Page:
Friday, December 22, 2006

Solaris 10, LDAP, RBAC

I've been trying to get Solaris' role based accounting to work via LDAP for the past couple of days. After a call to sun (more on this later), two late nights, and many google queries I've finally got everything working.

Let me start out by explaining what my goal was. I a secure centralized authorization and authentication environment. I want to make changes in one place and only one place. This centralized authentication store needs to support Solaris clients, Linux clients, and applications.

Simple, right?

As it turns out, it is. It took about an hour to get Sun ONE directory server up and running and authenticating unix users. It took about another hour to setup SSL and figure out how to use certutil to create the cert8.db and key3.db files that Solaris clients use to verify the LDAP server's certificate is valid. This took care of authenticating Solaris and Linux boxes.

One problem with keeping all of your users in a single repository is that, well, all of your users are in a single repository. Every user is on every box. Insanity. Fortunately, there are these things called netgroups. Netgroups are a throwback from the old NIS days and allow you to assign users to groups, and then assign groups to servers.

The next thing on my on my list was Solaris' Role Based Accounting (RBAC). RBAC is pretty stright forward. You assign commands to profiles, profiles to roles, and roles to users. Most of the administrative profiles and commands are preconfigured in Solaris, so all you really need to do is create a role with the access profiles you want and assign it to a user. I hadn't done this before, so I spent a little bit of time getting comfortable with it. Once I was pretty comfortable with it, I decided to load it into the LDAP directory. This is where I first ran into problems.

First off, if you're running Solaris 8 or 9 - good luck. There are several older documents floating around the internet that describe how to do this using an ancient tool called dsimport. Dsimport hasn't been updated since Directory Server 4.0 and doesn't work at all. The script is still bundled with the Directory Server, but the Java classes it calls are not. It took me a bit to figure this out.

Dsimport was replaced by a tool called 'ldapaddent' that ships with Solaris 8 and above. The problem is that the version of ldapaddent that ships with Solaris 8 and 9 is unable to import the RBAC databases. No dsimport and no ldapaddent. I still don't know how you're supposed to load this data into the directory on those systems.

Luckily for me, the Solaris 10 ldapaddent does support these files and can import them into LDAP. Once I got my data into the directory, I changed nsswitch.conf and much to my delight, I saw my roles and profiles when I ran "roles" and "profiles". The only problem is that although I could see the roles and profiles assigned to me, I couldn't actually use them. This is where things got sticky.

After banging my head into the wall for about 4 hours, I decided to give in and call Sun for support. The Directory Server rep I was speaking to didn't even know how to setup LDAP over SSL, let alone troubleshoot my problem. While I was on hold, I finally figured out the problem. When you login, your profile shell (pfksh) queries LDAP for your roles and profiles. Since the profile shell is running as your user, cert8.db and key3.db need to be readable. This fixed RBAC over ldap on Solaris 9 clients, but for some reason Solaris 10 clients still weren't working.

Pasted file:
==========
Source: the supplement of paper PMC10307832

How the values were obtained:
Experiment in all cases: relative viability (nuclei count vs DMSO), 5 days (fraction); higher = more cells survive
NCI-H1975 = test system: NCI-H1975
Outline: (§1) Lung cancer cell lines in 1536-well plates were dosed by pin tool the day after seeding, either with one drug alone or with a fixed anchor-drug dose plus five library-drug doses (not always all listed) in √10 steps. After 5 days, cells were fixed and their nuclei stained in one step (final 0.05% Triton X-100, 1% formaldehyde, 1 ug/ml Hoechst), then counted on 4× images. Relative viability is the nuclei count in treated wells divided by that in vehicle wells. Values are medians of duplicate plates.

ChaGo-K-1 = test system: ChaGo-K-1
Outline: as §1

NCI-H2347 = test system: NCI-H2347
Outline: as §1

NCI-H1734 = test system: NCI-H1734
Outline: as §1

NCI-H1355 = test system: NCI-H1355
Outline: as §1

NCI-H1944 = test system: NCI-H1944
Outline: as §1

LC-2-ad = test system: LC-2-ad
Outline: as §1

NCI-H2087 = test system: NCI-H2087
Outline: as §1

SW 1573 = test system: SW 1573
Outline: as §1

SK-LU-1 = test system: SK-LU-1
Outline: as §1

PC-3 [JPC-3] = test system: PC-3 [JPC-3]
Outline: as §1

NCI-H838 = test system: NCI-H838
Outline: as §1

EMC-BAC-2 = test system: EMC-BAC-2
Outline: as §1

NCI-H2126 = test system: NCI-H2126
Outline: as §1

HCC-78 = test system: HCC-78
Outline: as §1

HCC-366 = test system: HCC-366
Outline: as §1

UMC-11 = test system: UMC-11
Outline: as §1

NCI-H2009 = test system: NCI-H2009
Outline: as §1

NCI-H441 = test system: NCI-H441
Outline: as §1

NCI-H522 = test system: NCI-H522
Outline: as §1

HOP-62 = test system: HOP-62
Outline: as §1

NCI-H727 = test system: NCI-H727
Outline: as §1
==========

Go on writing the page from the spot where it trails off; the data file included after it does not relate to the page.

Just for kicks I tried using my unencrypted ldap profile to see if there was any difference. While using an unencrypted SSL session, everything worked. Exact same settings, exact same directory. The only difference was SSL vs. plain text. Since I just fixed the permissions on the certificate files, that couldn't be the problem. Another thing I noticed is that while I could run ldaplist as root, when I tried to do it under my normal userid it failed. I trussed ldaplist as root and then again as my user. The difference was that the root ldaplist was fopening /var/ldap/cert8.db and /var/ldap/key3.db and the unprivileged user was not. Turning on debug logging confirmed my fears, LDAP queries as my user were failing because they could not verify the certificate from the server.

After a couple more hours, I found a sunmanagers message with a similar problem. The answer? The default runtime linking environment in Solaris 10 isn't setup. For some reason, Solaris thought it would be cool to load some weird broken LDAP libraries for me instead of the ones that actually work. I ran these commands and everything worked perfectly.

[root@sol10client /]# crle -u -s /usr/lib/mps
[root@sol10client /]# crle -64 -u -s /usr/lib/mps/64

To make a long story short. RBAC in LDAP isn't very well documented. Use ldapaddent on a Solaris 10 box to populate the data in the LDAP directory. Since RBAC queries LDAP under your UID, you need to make sure that your UID can read the certificate files in /var/ldap. If your client is Solaris 10, you need to configure the runtime linking environment with the commands above.

Hopefully this saves you some gray hairs.

- Mike

2 comments:

bdognet said...

~2 Days to duplicate basic Windows functionality! Next time, do yourself a favor and setup a Win2k3 domain. hehe

William said...

2 days to setup....perhaps. But setting up a win box for this you lose those basic principles you want like security, stability, and efficiency.:)